RUSH: Exactly right. Do we feed the world? Do we clothe the world? Do we save the world? Do we help people in need? The frigging Iranians can have a hurricane or an earthquake in Qom and we’re over there. Our goodness is totally ignored in this. Let me get to your book because it dovetails with what we’re talking about. Your book, America Alone: The End of the World as ~ Know It, is out in paperback now and you write this: “This book isn’t an argument for more war, more bombing, or more killing, but for more will.” How did we lose the will in the first place, the will to stand up when our freedom is lost, the will to defend our country at war? When did we lose this? You’re an immigrant. You may have a closer view of it than people born here, because we take it for granted.

STEYN: Somewhere along the way we got mired in a kind of self-loathing. Of course, that doesn’t mean that Mr. and Mrs. Main Street loathe America or loathe civilization. But almost all the cultural levers in our society are controlled by people who do loathe it, who abase themselves. By any measure, radical Islam is a weak enemy. It isn’t the Third Reich. It doesn’t have huge armies. Essentially all it can do is take our inventions and try to turn them against us. That ridiculous leftist professor at Columbia, Edward Said, said shortly after September 11 that we must stop talking about this clash of civilizations because there is a great interplay of civilizations. My friend Rich Lowry at National Review said, “Yes, that’s right; we’re the ones who invented the planes and built the skyscrapers; you’re the guys who slit the throats of the stewardesses on the planes and flew them into the skyscrapers.” That really is the only thing the enemy is capable of doing; it’s a weak enemy. But why do they think they can win? Because they smell weakness at the heart of the Western world.

The English and Welsh prison service paid to have every single toilet in English and Welsh jails reoriented so that it didn’t face Mecca. Their poor Muslim prisoners had been in the awkward position of having to ride side-saddle, because apparently you’re not meant to sit on the toilet and face Mecca. The minute this was pointed out, the English and Welsh prison system at huge expense had every single toilet in the system reoriented, so they are now – I don’t know – pointing toward George W Bush’s ranch in Texas. That’s the kind of ridiculous cultural cringe that our enemies rightly take as a sign of weakness.

RUSH: Two years ago, for the hardcover version of the book, you wrote that the “self neutered West” is “in danger of losing – without a shot being fired . . . Ground is being ceded, remorselessly.” Do you see any change in the last two years, now that the paperback version is out?

STEYN: Yes. I wrote it just before the 2006 election, arguing for a kind of small government at home and big cultural confidence in the national interest abroad. The Republicans in 2006 wound up running on almost the inversion of that. They had big pork-chop government at home and a tentative, defensive, semi colonial policing operation going on overseas. I think they understood they got the operating manual upside down in November 2006. After that the President announced the surge, and they certainly showed that America still has the will when it wants to, to change the facts on the ground in Iraq.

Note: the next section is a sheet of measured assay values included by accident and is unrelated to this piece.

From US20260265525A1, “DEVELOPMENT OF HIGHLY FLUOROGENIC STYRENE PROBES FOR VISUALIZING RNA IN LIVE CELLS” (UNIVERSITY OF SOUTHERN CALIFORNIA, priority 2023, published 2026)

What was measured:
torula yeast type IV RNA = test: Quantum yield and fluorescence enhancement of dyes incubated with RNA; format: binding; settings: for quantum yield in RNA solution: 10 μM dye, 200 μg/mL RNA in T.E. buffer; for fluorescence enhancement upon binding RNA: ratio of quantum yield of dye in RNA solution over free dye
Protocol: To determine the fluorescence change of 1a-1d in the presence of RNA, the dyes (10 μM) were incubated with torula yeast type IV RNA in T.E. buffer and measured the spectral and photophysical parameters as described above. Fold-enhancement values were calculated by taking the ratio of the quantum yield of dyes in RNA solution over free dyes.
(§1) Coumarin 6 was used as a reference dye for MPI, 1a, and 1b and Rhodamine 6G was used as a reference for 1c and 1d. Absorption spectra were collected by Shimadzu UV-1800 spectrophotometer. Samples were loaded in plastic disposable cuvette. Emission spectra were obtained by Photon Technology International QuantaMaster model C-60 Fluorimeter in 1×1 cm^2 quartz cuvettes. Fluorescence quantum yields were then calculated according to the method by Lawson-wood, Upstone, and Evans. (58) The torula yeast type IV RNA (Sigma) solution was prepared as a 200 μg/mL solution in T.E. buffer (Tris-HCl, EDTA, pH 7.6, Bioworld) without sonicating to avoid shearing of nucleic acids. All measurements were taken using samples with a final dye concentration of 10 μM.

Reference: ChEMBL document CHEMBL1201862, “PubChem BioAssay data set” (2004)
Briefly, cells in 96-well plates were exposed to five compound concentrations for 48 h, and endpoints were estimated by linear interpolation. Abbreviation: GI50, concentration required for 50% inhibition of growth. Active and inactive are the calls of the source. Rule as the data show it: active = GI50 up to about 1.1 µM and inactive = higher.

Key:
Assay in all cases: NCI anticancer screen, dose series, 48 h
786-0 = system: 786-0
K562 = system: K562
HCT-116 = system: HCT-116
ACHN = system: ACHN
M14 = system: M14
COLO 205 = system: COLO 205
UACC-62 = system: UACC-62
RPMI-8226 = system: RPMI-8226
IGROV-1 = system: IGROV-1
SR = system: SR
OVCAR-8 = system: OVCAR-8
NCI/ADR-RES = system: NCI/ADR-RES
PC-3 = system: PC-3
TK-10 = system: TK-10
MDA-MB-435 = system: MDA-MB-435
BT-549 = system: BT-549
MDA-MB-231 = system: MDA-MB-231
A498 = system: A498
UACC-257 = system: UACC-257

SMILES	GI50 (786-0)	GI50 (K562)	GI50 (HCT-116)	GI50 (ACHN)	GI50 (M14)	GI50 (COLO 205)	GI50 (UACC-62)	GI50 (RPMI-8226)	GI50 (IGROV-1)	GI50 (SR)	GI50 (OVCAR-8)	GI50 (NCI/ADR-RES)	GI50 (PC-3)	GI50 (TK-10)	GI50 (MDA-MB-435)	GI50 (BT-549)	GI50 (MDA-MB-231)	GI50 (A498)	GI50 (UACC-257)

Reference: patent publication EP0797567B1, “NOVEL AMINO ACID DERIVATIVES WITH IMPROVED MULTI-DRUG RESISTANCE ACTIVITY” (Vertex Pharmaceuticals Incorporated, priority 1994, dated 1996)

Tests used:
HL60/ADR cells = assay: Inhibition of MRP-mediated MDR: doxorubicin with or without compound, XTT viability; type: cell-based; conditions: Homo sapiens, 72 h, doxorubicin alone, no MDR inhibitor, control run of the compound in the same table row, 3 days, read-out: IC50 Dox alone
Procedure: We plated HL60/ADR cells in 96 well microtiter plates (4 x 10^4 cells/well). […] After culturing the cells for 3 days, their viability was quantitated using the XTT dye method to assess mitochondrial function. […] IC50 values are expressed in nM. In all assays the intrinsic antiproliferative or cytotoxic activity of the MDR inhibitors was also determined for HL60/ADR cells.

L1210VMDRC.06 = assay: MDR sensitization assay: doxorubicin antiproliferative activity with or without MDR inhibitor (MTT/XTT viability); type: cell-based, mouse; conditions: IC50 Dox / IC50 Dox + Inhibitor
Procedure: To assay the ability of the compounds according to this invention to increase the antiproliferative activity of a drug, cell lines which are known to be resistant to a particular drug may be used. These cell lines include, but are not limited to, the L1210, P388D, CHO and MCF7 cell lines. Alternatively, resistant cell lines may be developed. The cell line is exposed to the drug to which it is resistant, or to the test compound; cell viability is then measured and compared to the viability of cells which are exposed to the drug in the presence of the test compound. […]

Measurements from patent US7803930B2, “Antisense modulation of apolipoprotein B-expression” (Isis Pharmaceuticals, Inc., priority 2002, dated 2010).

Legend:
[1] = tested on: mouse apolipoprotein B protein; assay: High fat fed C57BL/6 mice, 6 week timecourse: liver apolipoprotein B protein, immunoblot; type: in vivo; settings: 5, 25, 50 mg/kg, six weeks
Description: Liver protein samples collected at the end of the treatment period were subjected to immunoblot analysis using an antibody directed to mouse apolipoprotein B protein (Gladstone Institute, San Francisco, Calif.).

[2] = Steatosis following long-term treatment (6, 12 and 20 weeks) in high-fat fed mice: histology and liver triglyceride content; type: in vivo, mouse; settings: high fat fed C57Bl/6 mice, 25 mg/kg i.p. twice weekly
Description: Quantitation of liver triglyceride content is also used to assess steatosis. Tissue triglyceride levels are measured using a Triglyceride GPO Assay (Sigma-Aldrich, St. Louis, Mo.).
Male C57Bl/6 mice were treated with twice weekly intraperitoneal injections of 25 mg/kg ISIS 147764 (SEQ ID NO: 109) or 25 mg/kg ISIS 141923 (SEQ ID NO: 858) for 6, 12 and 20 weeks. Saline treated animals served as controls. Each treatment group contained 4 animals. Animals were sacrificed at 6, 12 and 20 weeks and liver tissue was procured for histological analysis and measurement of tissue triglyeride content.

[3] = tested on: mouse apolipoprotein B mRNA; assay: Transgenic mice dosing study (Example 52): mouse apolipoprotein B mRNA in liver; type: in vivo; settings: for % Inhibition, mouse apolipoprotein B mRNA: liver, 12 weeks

I would now like to see Republicans get to the other part of the equation, which is: chances are, if you have big government, the government is doing most of those things badly, including the small number of things it should be doing well. The minute you have government getting into the business of transsexual performance art, it is generally a good sign that it is perhaps not running the most competent fire department. I think those things are related. If you let government do a handful of things, it’s more likely to do them well than if it’s doing 300 or 400 things badly. I wish we had someone who said all those things that President Reagan said in 1980. I love that line from his first inaugural, “We are a nation that has a government, not the other way around.” The big problem in Canada is that it is a government that has a nation. The European Union is a government that has 25 nations. I like the way President Reagan put it, and I don’t think it’s dated. All these people say we have to be post-Reaganite, but I think we should try actually being Reaganite again and see how that works.

RUSH: Amen. I get so sick of it. It’s people on our side, Mark, who are suggesting that we have to get over Reagan, the Reagan era – from Newt Gingrich to the pseudo-conservative intelligentsia. I never hear the left saying we have to get over FDR.

STEYN: No. Part of the problem in this country is that FDR’s programs of the early 1930s are chiseled in granite for all eternity. I think we ought to try running with some of those Reagan lines for 75 years because they stand the test of time a lot better than FDR’s. Those are timeless principles. There is something very dangerous, particularly at a time of war, particularly at a time when many of our allies have slipped past the point of no return, when too many of the right say, “Look, people are hot for the global warming, we’ll meet them halfway, we’ll go along with it 50 percent.” When you do that you move the so-called center ground onto the left-hand side of the field and you wind up playing on their turf.

RUSH: Right. You accept their premise.

STEYN: Yes. What separated Mrs. Thatcher from her predecessors in the Conservative Party was she was tired of playing defense. She said it’s not the job of a Conservative Party to demonstrate that it can run the left-wing state more efficiently than the left can. It’s the job of the Conservative Party to reverse that. Right now too many people in the Republican Party sound like the Canadian Conservative Party in the 1970s and the British Conservative Party in the 1960s. They did their movements no favor. Transformative leaders know that to make the left defer to you move the center ground over to the right-hand side of the field.